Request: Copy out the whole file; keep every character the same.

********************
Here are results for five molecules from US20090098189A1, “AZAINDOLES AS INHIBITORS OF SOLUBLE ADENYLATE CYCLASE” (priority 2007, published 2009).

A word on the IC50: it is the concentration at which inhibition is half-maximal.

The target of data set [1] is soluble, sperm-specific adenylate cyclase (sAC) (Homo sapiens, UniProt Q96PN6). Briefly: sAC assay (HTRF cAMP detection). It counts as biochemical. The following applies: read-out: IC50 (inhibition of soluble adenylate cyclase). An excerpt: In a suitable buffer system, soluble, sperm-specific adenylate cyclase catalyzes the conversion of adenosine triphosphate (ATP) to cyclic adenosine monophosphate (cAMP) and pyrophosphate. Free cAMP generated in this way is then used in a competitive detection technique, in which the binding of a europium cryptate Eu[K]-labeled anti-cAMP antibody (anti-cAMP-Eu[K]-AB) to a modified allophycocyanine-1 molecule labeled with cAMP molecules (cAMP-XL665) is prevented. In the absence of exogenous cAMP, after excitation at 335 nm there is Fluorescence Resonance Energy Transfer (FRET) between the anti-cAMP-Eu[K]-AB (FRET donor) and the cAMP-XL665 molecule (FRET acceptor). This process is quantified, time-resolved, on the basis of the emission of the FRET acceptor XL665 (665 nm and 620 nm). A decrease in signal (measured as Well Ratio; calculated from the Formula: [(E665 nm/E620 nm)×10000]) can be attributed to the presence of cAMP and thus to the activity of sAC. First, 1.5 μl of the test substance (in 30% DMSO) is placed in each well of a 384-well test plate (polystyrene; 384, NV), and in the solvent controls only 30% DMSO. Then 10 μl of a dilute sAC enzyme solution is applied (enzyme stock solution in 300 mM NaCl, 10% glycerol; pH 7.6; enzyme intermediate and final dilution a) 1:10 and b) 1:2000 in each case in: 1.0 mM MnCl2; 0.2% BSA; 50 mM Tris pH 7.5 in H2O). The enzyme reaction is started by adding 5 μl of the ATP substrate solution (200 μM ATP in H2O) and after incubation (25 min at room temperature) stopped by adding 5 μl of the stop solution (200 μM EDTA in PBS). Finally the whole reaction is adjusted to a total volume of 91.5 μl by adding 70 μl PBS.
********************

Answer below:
Here are results for five molecules from US20090098189A1, “AZAINDOLES AS INHIBITORS OF SOLUBLE ADENYLATE CYCLASE” (priority 2007, published 2009).

A word on the IC50: it is the concentration at which inhibition is half-maximal.

The target of data set [1] is soluble, sperm-specific adenylate cyclase (sAC) (Homo sapiens, UniProt Q96PN6). Briefly: sAC assay (HTRF cAMP detection). It counts as biochemical. The following applies: read-out: IC50 (inhibition of soluble adenylate cyclase). An excerpt: In a suitable buffer system, soluble, sperm-specific adenylate cyclase catalyzes the conversion of adenosine triphosphate (ATP) to cyclic adenosine monophosphate (cAMP) and pyrophosphate. Free cAMP generated in this way is then used in a competitive detection technique, in which the binding of a europium cryptate Eu[K]-labeled anti-cAMP antibody (anti-cAMP-Eu[K]-AB) to a modified allophycocyanine-1 molecule labeled with cAMP molecules (cAMP-XL665) is prevented. In the absence of exogenous cAMP, after excitation at 335 nm there is Fluorescence Resonance Energy Transfer (FRET) between the anti-cAMP-Eu[K]-AB (FRET donor) and the cAMP-XL665 molecule (FRET acceptor). This process is quantified, time-resolved, on the basis of the emission of the FRET acceptor XL665 (665 nm and 620 nm). A decrease in signal (measured as Well Ratio; calculated from the Formula: [(E665 nm/E620 nm)×10000]) can be attributed to the presence of cAMP and thus to the activity of sAC. First, 1.5 μl of the test substance (in 30% DMSO) is placed in each well of a 384-well test plate (polystyrene; 384, NV), and in the solvent controls only 30% DMSO. Then 10 μl of a dilute sAC enzyme solution is applied (enzyme stock solution in 300 mM NaCl, 10% glycerol; pH 7.6; enzyme intermediate and final dilution a) 1:10 and b) 1:2000 in each case in: 1.0 mM MnCl2; 0.2% BSA; 50 mM Tris pH 7.5 in H2O). The enzyme reaction is started by adding 5 μl of the ATP substrate solution (200 μM ATP in H2O) and after incubation (25 min at room temperature) stopped by adding 5 μl of the stop solution (200 μM EDTA in PBS). Finally the whole reaction is adjusted to a total volume of 91.5 μl by adding 70 μl PBS.